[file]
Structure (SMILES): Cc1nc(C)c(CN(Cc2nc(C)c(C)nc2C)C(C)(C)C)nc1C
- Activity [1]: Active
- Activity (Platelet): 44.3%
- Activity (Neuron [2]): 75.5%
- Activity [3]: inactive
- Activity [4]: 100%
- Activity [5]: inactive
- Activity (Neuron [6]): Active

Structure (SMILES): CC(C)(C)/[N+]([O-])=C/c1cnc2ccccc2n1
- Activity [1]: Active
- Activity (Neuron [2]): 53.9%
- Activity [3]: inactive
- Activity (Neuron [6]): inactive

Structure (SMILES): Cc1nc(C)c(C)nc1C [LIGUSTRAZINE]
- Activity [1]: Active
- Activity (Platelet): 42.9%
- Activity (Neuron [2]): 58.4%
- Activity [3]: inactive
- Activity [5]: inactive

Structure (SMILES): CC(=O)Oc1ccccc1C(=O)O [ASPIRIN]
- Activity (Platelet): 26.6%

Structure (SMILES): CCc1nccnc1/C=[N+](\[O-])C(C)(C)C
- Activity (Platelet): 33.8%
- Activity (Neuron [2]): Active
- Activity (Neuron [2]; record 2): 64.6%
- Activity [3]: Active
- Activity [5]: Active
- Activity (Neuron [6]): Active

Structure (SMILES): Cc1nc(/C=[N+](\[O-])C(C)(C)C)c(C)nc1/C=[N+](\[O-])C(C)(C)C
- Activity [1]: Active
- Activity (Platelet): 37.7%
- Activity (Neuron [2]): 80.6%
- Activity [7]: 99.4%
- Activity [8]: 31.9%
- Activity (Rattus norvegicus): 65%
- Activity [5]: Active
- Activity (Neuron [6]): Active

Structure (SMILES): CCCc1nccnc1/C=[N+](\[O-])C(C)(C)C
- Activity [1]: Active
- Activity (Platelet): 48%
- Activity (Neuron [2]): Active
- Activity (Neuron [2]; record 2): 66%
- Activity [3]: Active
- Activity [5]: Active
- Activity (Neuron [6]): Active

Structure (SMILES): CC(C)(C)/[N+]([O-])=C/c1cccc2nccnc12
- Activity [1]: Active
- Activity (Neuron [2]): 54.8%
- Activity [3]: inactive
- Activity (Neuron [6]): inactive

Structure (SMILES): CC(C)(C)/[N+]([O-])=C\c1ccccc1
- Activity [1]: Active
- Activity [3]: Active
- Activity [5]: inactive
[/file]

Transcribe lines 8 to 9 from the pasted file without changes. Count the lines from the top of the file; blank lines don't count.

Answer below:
- Activity (Neuron [6]): Active

Structure (SMILES): CC(C)(C)/[N+]([O-])=C/c1cnc2ccccc2n1